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Plagiarism 101

Learn the in's and out's of Plagirism

Paraphrasing vs. Patchwriting

One of the most common mistakes a student makes is bad paraphrasing. You have to cite your source, even when paraphrasing, but you don't use quotation marks if you are putting the concept into your own words.  Putting an idea into your own words does not mean changing a word here and there, which is sometimes called patchwriting.  You need to restate the concept and fit it into the wording of your paper, making your point clear.  This involves reading the source, thinking about it, and then rewriting that concept in a completely different way.  Look at the following examples that illustrate good and bad paraphrasing:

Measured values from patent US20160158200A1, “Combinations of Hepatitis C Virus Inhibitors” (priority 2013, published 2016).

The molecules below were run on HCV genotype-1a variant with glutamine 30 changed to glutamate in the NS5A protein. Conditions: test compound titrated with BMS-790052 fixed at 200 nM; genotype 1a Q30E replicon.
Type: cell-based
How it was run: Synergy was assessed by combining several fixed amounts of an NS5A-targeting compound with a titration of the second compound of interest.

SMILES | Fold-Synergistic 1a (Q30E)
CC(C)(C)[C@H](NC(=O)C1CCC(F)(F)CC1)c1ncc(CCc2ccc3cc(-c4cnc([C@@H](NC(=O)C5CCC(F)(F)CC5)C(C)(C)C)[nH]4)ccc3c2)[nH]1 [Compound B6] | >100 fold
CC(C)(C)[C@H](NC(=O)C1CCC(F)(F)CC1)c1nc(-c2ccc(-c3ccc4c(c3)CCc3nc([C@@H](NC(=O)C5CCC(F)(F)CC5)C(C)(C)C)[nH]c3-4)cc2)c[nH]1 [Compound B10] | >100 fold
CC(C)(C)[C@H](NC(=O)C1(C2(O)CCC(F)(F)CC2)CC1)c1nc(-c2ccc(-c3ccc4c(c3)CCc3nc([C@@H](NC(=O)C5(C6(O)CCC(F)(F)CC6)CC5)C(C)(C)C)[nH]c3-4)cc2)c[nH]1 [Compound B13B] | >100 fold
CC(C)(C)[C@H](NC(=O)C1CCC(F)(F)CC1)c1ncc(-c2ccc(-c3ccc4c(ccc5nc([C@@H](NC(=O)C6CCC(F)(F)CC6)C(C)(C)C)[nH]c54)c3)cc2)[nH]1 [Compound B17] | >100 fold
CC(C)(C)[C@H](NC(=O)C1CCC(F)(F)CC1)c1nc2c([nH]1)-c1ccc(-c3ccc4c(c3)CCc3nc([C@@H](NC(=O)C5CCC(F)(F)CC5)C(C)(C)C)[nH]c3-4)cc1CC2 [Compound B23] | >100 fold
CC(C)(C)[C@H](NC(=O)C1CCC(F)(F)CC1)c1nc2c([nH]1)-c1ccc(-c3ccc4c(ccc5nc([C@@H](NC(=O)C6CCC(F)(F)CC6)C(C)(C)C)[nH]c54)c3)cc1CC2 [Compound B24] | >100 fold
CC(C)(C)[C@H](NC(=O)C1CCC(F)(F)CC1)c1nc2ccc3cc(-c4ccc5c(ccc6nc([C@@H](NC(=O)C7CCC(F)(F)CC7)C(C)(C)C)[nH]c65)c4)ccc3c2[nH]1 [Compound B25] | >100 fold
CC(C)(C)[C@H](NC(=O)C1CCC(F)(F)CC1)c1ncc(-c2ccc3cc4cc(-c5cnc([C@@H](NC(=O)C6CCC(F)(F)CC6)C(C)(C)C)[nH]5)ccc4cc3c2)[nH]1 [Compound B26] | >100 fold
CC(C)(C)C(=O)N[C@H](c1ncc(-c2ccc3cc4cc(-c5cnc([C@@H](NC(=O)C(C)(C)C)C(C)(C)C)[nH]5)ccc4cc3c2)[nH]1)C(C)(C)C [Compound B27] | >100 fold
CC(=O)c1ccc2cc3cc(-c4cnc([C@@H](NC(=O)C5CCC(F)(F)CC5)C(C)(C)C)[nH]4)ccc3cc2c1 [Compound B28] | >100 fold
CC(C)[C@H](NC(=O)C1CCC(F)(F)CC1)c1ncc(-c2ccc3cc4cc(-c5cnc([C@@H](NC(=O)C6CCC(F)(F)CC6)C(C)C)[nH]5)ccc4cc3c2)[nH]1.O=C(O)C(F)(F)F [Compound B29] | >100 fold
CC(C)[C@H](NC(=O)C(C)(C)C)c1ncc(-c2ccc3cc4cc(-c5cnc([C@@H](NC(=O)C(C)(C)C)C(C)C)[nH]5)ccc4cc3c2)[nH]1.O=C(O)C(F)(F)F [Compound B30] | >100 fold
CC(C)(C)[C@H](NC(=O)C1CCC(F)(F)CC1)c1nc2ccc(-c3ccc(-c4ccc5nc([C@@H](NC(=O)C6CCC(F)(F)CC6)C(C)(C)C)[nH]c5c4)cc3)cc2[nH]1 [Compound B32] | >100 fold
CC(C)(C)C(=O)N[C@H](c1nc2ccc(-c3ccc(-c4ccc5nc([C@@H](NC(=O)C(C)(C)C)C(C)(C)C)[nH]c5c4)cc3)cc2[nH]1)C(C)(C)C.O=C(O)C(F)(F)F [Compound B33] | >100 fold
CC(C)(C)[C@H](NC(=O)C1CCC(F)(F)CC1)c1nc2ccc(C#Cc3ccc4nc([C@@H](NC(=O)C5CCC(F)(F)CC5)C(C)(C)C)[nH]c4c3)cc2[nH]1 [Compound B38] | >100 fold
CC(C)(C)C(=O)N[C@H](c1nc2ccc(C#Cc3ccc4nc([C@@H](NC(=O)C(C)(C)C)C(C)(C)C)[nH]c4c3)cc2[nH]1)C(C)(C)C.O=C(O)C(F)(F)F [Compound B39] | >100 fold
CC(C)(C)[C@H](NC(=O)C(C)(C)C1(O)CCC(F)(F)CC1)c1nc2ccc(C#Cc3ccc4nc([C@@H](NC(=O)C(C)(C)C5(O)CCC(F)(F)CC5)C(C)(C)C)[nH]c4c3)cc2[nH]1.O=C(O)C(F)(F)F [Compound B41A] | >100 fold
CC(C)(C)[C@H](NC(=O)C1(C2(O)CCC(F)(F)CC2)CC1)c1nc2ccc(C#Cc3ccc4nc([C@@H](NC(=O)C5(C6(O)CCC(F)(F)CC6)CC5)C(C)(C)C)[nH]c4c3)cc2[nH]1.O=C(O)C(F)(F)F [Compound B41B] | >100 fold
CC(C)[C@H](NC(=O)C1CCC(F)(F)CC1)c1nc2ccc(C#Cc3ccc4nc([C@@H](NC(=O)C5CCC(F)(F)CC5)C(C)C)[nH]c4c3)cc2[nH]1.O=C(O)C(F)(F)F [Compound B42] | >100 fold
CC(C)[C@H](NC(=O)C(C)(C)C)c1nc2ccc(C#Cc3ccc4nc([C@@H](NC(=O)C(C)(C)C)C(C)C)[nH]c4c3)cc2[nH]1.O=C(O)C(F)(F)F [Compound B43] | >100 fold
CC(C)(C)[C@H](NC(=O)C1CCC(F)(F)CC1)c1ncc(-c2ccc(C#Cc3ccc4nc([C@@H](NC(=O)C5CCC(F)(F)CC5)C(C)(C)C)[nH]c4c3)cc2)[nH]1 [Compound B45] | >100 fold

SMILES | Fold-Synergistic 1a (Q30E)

Original Source:

Increasingly, researchers have been turning to identical and fraternal twins for answers, with dramatic results. They are finding that genetics, in addition to familial interests, educational, social and other environmental pressures, have a considerable impact on how we choose what we do--and how happy we are with that choice.

Segal, Nancy L. “New Twins Studies Show: The Career of Your Dreams May Be the Career of Your Genes.” Psychology Today. Sept./Oct. 2006: 54-60.
 
Incorrect Use Correct Use
To answer the question of how genetics influence career choices, researchers have turned to identical and fraternal twins, with impressive results. They have found that genetics, in additional to familial interests, educational, social and other environmental pressures, have a major impact on how people choose what they do—and how satisfied they are with that choice.  Recent research on identical and fraternal twins indicates that while external influences such as social pressure have some impact on career choice, genetics also plays a major role in how people decide what to do for a living (Segal 54). 

Segal, Nancy L. “New Twins Studies Show: The Career of Your Dreams May Be the Career of Your Genes.” Psychology Today Sept./Oct. 2006: 54-60. Web. 24 Oct. 2012.